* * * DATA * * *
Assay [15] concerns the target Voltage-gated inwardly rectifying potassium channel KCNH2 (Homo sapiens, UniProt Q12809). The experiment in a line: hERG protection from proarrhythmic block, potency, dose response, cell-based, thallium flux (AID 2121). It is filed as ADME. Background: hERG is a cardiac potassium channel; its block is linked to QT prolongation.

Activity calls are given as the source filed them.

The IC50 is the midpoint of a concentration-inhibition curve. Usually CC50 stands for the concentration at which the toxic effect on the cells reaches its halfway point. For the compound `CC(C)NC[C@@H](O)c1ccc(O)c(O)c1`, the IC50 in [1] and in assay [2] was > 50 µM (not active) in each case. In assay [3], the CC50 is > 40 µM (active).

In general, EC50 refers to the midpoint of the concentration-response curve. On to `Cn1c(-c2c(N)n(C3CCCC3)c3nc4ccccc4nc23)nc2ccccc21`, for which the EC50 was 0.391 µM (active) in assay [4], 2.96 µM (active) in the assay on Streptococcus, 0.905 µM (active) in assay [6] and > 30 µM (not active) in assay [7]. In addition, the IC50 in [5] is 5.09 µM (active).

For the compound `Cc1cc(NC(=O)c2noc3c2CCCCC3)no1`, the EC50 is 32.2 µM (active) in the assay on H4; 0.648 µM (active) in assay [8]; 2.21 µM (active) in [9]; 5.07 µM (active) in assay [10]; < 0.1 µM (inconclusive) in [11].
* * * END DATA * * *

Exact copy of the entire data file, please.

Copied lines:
Assay [15] concerns the target Voltage-gated inwardly rectifying potassium channel KCNH2 (Homo sapiens, UniProt Q12809). The experiment in a line: hERG protection from proarrhythmic block, potency, dose response, cell-based, thallium flux (AID 2121). It is filed as ADME. Background: hERG is a cardiac potassium channel; its block is linked to QT prolongation.

Activity calls are given as the source filed them.

The IC50 is the midpoint of a concentration-inhibition curve. Usually CC50 stands for the concentration at which the toxic effect on the cells reaches its halfway point. For the compound `CC(C)NC[C@@H](O)c1ccc(O)c(O)c1`, the IC50 in [1] and in assay [2] was > 50 µM (not active) in each case. In assay [3], the CC50 is > 40 µM (active).

In general, EC50 refers to the midpoint of the concentration-response curve. On to `Cn1c(-c2c(N)n(C3CCCC3)c3nc4ccccc4nc23)nc2ccccc21`, for which the EC50 was 0.391 µM (active) in assay [4], 2.96 µM (active) in the assay on Streptococcus, 0.905 µM (active) in assay [6] and > 30 µM (not active) in assay [7]. In addition, the IC50 in [5] is 5.09 µM (active).

For the compound `Cc1cc(NC(=O)c2noc3c2CCCCC3)no1`, the EC50 is 32.2 µM (active) in the assay on H4; 0.648 µM (active) in assay [8]; 2.21 µM (active) in [9]; 5.07 µM (active) in assay [10]; < 0.1 µM (inconclusive) in [11].